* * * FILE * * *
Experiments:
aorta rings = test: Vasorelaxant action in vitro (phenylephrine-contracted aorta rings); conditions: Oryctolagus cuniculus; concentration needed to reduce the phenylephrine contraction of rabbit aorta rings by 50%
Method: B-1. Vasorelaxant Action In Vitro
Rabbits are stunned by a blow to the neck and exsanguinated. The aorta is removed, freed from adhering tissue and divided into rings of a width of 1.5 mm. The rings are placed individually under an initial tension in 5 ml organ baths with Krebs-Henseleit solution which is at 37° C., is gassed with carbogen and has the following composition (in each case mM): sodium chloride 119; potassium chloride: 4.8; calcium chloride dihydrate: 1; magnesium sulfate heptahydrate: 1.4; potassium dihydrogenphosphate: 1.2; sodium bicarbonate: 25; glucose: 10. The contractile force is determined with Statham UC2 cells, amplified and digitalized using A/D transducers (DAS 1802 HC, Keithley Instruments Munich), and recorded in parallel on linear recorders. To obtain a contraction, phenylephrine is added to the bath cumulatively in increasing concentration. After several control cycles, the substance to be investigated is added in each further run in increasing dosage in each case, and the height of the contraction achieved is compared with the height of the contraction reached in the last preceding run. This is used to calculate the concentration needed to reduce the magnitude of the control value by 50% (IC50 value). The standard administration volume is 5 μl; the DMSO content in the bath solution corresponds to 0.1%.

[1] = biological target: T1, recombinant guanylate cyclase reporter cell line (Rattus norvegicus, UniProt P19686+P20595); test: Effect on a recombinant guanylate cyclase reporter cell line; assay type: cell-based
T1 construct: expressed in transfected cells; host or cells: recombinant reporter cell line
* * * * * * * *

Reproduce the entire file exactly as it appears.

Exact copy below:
Experiments:
aorta rings = test: Vasorelaxant action in vitro (phenylephrine-contracted aorta rings); conditions: Oryctolagus cuniculus; concentration needed to reduce the phenylephrine contraction of rabbit aorta rings by 50%
Method: B-1. Vasorelaxant Action In Vitro
Rabbits are stunned by a blow to the neck and exsanguinated. The aorta is removed, freed from adhering tissue and divided into rings of a width of 1.5 mm. The rings are placed individually under an initial tension in 5 ml organ baths with Krebs-Henseleit solution which is at 37° C., is gassed with carbogen and has the following composition (in each case mM): sodium chloride 119; potassium chloride: 4.8; calcium chloride dihydrate: 1; magnesium sulfate heptahydrate: 1.4; potassium dihydrogenphosphate: 1.2; sodium bicarbonate: 25; glucose: 10. The contractile force is determined with Statham UC2 cells, amplified and digitalized using A/D transducers (DAS 1802 HC, Keithley Instruments Munich), and recorded in parallel on linear recorders. To obtain a contraction, phenylephrine is added to the bath cumulatively in increasing concentration. After several control cycles, the substance to be investigated is added in each further run in increasing dosage in each case, and the height of the contraction achieved is compared with the height of the contraction reached in the last preceding run. This is used to calculate the concentration needed to reduce the magnitude of the control value by 50% (IC50 value). The standard administration volume is 5 μl; the DMSO content in the bath solution corresponds to 0.1%.

[1] = biological target: T1, recombinant guanylate cyclase reporter cell line (Rattus norvegicus, UniProt P19686+P20595); test: Effect on a recombinant guanylate cyclase reporter cell line; assay type: cell-based
T1 construct: expressed in transfected cells; host or cells: recombinant reporter cell line